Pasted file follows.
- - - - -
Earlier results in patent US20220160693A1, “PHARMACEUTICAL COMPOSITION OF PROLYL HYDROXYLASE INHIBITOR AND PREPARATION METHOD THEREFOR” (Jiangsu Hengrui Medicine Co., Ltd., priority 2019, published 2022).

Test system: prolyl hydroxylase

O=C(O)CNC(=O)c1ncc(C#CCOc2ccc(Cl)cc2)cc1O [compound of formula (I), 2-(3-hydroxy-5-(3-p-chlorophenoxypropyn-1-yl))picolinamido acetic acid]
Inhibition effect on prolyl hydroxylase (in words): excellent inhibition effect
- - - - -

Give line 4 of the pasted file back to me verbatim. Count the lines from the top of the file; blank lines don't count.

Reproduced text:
Inhibition effect on prolyl hydroxylase (in words): excellent inhibition effect